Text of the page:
Unions and employers say they’re also embracing the B.C. government’s broader focus on harm reduction — ways of making substance use safer rather than insisting on abstinence.
Dave Baspaly, the president of the Council of Construction Associations, said that has included asking government to provide naloxone kits at all construction sites. Such kits can temporarily reverse an opioid overdose if provided quickly.
“You’ve got a patchwork quilt and everybody trying to do right by it, but I think that what ends up happening is that it drives it underground,” Baspaly said.
“This is one of those issues that is felt top to bottom, labour to employer,” Baspaly said. “That, and asbestos.”
But unlike asbestos, Bourke says employers and unions don’t have a clear understanding of how to integrate harm reduction approaches for substance use into the industry.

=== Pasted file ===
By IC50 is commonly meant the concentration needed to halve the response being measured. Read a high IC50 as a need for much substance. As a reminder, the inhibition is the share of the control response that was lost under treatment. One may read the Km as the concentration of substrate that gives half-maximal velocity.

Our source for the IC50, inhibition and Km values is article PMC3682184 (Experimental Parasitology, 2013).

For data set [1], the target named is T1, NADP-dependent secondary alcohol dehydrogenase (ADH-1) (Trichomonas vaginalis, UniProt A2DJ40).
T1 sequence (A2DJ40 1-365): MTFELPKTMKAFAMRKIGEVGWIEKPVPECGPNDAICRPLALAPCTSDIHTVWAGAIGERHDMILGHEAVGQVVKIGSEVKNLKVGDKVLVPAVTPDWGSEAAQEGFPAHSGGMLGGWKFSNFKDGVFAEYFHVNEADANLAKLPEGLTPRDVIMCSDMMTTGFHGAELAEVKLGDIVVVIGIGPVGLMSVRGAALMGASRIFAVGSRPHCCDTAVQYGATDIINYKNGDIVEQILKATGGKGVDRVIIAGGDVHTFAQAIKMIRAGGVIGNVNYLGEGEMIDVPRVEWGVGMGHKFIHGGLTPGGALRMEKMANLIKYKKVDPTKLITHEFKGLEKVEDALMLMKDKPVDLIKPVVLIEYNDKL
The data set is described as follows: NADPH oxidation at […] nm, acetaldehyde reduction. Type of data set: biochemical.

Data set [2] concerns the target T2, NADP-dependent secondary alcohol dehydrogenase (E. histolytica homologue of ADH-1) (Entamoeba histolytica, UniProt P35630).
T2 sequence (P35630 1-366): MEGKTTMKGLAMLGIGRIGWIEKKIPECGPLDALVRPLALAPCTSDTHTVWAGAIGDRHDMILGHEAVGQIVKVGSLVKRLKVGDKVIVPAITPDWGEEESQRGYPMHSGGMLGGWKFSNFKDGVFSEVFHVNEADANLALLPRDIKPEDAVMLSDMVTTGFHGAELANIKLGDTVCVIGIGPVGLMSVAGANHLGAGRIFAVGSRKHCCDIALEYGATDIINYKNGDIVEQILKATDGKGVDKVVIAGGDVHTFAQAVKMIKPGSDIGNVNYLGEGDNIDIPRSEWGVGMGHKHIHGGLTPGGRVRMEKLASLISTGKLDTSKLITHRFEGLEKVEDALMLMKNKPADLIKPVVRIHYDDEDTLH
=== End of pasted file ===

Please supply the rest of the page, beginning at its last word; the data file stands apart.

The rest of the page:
“We don’t have the blueprint. We have a system that is built on trying to manage use of substances, and it only has blunt instruments for that,” she said.
Tough enough to talk about it
There’s one place where people agree progress is being made: awareness. Waldron said the rehabilitation plan survey of B.C. construction workers found most wouldn’t feel comfortable disclosing a substance use issue to their peers. But paradoxically, it also found the vast majority would support a colleague if they disclosed.
“We have unions and employers that are spending hours of their time just talking about mental health and substance use, talking about using the correct language without stigmatizing, encouraging people to come forward,” Waldron said.
In 2017, the Vancouver Island Construction Association began the Tailgate Toolkit, a guide to how construction workers can access resources to use drugs more safely. The association began giving talks on Vancouver Island, and now offer them across the province, with backing from the B.C. government.